Scientists from the University of Arizona Health Sciences recently performed a study that exhibits the ability to enhance cancer treatment for colorectal cancer and melanoma. The study involved the use of nanotechnology to deliver chemotherapy in a manner that makes it highly effective against aggressive tumors.
The study has been recently reported in the Nature Nanotechnology journal.
I’ve always been interested in harnessing the intrinsic immunity to fight against cancer. To do this in a safe and effective way, nanotechnology comes into play because of its ability to improve drug movement and therapeutic efficacy, as well as the potential to reduce systemic toxicities. My hope is that these innovative nanotherapeutics and therapeutic regimens eventually will help cancer patients combat cancers more effectively and safely.
Dr. Jianqin Lu, BPharm, PhD, Assistant Professor of Pharmaceutics and Pharmacokinetics, Department of Pharmacology and Toxicology, College of Pharmacy, University of Arizona
Lu is also an associate member of the University of Arizona Cancer Center.
Immunotherapies play a role in boosting the potential of the immune system to repel cancer cells. Immune checkpoints serve as regulators of the immune system and are crucial in preventing a random attack on healthy cells.
A few types of cancer can bypass such checkpoints, and therefore, enable cancerous cells to evade detection and spread continuously. Immune checkpoint blockade (ICB) is a newly developed therapy that has the ability to primarily “release the brakes” on the immune system and help the body to defend itself.
For certain types of cancer, ICB therapies have shown good hope, but it does not become a success for every patient. For instance, only around 4% of patients suffering from colorectal cancer will respond to ICB therapy. This form of cancer is considered to be the second major cause of cancer-related deaths in the United States, stated Dr. Lu.
The newly performed studies concentrated on methods that would help improve the strength of ICB therapies. This could be achieved by integrating them with chemotherapeutic agents like camptothecin. Even though camptothecin is potent, it is unstable and exhibits poor solubility in water. It can even cause serious side effects for healthy cells.
Dr. Lu and his colleagues developed the first nanotherapeutic platform of its type to cross these barriers. The nanotechnology delivery method helped scientists to improve the potential of camptothecin to synergize with ICB therapies, thereby making them highly effective against aggressive tumors.
To render a more effective ICB therapy, we have developed a nanotherapeutic platform that can switch the tumors from ‘immune-cold’ to ‘immune-hot’. As a result, this nanotherapeutic platform was able to increase the effectiveness of the ICB therapy to eradicate a large portion of early-stage colorectal cancer tumors while concurrently activating the body’s memory immunity, preventing tumor recurrence.
Dr. Jianqin Lu, BPharm, PhD, Assistant Professor of Pharmaceutics and Pharmacokinetics in Department of Pharmacology and Toxicology, College of Pharmacy, University of Arizona
Lu is also a member of the BIO5 Institute and the Southwest Environmental Health Sciences Center
The researchers bound camptothecin to sphingomyelin, a naturally occurring lipid that occurs on the cells’ surface. The mixture of the two molecules into a nanovesicle known as camptothesome stabilized camptothecin. It helped enhance its potency and reduce systemic toxicities.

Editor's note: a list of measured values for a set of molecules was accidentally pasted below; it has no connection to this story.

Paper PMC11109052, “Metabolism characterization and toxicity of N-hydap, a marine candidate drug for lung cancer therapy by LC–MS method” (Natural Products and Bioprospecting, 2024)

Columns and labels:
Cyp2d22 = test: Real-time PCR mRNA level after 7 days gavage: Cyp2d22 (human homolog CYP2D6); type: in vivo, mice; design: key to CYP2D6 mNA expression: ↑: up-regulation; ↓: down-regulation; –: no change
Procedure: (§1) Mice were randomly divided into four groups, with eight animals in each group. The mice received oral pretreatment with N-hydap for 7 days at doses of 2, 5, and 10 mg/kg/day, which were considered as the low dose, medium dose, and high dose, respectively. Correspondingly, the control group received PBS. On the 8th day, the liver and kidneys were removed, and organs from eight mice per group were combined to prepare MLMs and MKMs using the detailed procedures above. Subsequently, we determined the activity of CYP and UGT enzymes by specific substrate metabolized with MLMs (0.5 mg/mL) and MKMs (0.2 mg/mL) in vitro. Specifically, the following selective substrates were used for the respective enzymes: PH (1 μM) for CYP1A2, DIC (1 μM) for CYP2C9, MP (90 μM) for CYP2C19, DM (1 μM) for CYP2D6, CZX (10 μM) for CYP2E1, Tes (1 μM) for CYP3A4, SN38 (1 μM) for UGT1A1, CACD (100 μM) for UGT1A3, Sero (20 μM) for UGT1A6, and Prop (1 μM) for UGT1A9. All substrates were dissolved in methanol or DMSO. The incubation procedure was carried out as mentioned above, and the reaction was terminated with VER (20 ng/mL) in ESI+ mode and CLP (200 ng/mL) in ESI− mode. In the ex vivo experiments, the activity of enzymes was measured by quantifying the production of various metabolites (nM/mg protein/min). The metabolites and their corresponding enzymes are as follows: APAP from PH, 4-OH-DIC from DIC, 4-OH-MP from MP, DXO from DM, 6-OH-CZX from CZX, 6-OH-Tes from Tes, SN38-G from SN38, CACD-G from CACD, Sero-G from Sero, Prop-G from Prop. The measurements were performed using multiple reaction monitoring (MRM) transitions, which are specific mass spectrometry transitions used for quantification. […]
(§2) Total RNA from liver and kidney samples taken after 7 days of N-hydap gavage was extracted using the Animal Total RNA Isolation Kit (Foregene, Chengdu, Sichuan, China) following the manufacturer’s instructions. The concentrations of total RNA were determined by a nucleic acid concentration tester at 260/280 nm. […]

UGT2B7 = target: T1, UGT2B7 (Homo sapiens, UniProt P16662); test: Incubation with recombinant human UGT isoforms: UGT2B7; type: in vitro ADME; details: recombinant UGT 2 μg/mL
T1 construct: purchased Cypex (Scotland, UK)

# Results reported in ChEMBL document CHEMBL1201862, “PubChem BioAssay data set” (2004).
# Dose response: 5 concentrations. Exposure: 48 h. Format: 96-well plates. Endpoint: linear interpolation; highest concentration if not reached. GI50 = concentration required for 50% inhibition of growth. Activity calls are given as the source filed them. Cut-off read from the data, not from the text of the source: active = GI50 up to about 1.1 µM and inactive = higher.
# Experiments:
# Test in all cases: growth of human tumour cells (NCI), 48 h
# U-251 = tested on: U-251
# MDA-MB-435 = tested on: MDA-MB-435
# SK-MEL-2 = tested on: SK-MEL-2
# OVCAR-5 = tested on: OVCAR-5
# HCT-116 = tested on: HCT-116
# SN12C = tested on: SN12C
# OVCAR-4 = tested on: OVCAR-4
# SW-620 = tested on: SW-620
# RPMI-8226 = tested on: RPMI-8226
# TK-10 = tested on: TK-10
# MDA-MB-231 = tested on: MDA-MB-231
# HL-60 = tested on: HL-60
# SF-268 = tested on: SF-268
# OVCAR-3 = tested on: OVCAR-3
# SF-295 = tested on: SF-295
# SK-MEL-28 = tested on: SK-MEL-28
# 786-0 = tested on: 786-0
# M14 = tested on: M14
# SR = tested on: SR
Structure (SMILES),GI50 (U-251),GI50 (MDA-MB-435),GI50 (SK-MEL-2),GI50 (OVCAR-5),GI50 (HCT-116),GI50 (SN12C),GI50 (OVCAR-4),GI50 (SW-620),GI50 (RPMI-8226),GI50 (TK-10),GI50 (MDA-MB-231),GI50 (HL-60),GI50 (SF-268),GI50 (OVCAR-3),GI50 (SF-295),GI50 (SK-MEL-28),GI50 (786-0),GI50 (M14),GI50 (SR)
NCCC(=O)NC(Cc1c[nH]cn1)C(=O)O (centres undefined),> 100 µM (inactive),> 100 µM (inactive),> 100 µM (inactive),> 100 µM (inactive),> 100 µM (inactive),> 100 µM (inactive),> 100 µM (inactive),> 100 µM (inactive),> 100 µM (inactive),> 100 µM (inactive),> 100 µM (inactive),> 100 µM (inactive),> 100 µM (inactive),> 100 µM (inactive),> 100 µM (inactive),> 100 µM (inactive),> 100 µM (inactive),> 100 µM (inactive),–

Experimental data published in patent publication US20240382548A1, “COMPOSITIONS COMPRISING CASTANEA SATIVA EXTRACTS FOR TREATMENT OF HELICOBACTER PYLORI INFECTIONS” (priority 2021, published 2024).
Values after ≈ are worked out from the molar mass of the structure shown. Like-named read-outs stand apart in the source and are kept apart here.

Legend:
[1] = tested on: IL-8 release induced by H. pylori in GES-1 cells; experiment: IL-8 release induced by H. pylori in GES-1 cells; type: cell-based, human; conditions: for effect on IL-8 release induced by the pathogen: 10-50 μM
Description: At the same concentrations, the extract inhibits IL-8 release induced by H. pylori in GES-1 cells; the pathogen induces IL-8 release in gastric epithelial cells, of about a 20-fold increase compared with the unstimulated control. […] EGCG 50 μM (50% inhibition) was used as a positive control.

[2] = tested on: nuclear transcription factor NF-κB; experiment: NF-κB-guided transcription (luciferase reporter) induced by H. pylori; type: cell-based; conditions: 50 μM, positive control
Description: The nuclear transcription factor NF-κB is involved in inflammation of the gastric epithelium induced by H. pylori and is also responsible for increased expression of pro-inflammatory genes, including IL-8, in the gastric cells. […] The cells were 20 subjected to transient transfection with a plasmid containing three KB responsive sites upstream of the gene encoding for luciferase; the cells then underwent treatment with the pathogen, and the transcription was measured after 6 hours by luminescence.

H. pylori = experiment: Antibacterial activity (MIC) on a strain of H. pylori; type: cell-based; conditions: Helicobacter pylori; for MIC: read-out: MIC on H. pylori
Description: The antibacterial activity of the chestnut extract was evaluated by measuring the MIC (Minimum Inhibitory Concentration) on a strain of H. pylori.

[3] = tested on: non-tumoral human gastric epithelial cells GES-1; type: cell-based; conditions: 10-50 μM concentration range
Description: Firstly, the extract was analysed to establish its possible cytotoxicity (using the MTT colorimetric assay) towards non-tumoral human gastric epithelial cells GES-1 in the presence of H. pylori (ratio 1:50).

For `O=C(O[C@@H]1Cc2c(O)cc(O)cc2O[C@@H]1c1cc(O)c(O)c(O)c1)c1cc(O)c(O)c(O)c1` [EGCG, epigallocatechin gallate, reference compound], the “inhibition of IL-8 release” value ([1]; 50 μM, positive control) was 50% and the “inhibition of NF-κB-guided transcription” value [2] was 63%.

Furthermore, the nanotech delivery method enhanced the tumor uptake of the camptothesome in a rodent model. In this model, the tumor was deeply penetrated with the effective release of chemotherapy.
Then, Dr. Lu and the researchers went on to develop an approach to load an immune checkpoint inhibitor that targets one of the main checkpoints called indoleamine 2, 3-dioxygenase (IDO1), within the camptothesomes.
Upon being integrated with inhibitors that target other immune checkpoints called PD-1and PD-L1, this nanotherapeutic approach helped remove a considerable portion of clinically difficult-to-treat late-stage metastatic colorectal cancer and melanoma tumors, opening the door for additional studies.
The scientists observed that their nanotechnology platform could be utilized to offer a variety of cancer therapeutics. It also has a considerable head start in the drug development pipeline as it has been derived from sphingomyelin. It is a lipid that has already been approved by the U.S. Food and Drug Administration.
Dr. Lu looks to join hands with oncologists at the UArizona Cancer Center to further improve the nanotherapeutic system, making it ideal for an initial phase clinical trial.
The co-authors of the study include Aaron James Scott, MD, associate professor in the UArizona College of Medicine — Tucson, and member of the UArizona Cancer Center; and from the Department of Pharmacology and Toxicology, Zhiren Wang, PhD, a postdoctoral research associate; Weiguo Han, PhD, an assistant research professor; former PharmD student Nicholas Little; and former undergraduate students, Jiawei Chen, Kevin Tyler Lambesis, and Kimberly Thi Le.
This study was financially supported in part by the National Institute of Environmental Health Sciences (P30 ES006694), a division of the National Institutes of Health, the National Cancer Institute (R01CA092596 and P30 CA023074), also a division of the National Institutes of Health, and the UArizona BIO5 Institute and Arizona’s Technology and Research Initiative Fund.
Wang, Z., et al. (2021) Immunogenic camptothesome nanovesicles comprising sphingomyelin-derived camptothecin bilayers for safe and synergistic cancer immunochemotherapy. Nature Nanotechnology. doi.org/10.1038/s41565-021-00950-z.